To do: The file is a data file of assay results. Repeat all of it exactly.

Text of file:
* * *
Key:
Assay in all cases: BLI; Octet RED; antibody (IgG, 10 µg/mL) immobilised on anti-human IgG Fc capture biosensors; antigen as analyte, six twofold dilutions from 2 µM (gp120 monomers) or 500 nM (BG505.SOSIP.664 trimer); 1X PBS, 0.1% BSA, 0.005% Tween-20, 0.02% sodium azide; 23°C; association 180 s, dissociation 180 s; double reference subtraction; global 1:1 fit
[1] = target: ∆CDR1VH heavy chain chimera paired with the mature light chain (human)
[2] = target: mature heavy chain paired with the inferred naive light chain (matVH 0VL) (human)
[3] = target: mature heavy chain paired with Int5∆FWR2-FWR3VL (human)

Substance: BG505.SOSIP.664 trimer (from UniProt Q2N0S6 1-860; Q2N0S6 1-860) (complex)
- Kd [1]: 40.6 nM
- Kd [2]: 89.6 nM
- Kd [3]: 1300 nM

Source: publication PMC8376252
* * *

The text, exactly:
Key:
Assay in all cases: BLI; Octet RED; antibody (IgG, 10 µg/mL) immobilised on anti-human IgG Fc capture biosensors; antigen as analyte, six twofold dilutions from 2 µM (gp120 monomers) or 500 nM (BG505.SOSIP.664 trimer); 1X PBS, 0.1% BSA, 0.005% Tween-20, 0.02% sodium azide; 23°C; association 180 s, dissociation 180 s; double reference subtraction; global 1:1 fit
[1] = target: ∆CDR1VH heavy chain chimera paired with the mature light chain (human)
[2] = target: mature heavy chain paired with the inferred naive light chain (matVH 0VL) (human)
[3] = target: mature heavy chain paired with Int5∆FWR2-FWR3VL (human)

Substance: BG505.SOSIP.664 trimer (from UniProt Q2N0S6 1-860; Q2N0S6 1-860) (complex)
- Kd [1]: 40.6 nM
- Kd [2]: 89.6 nM
- Kd [3]: 1300 nM

Source: publication PMC8376252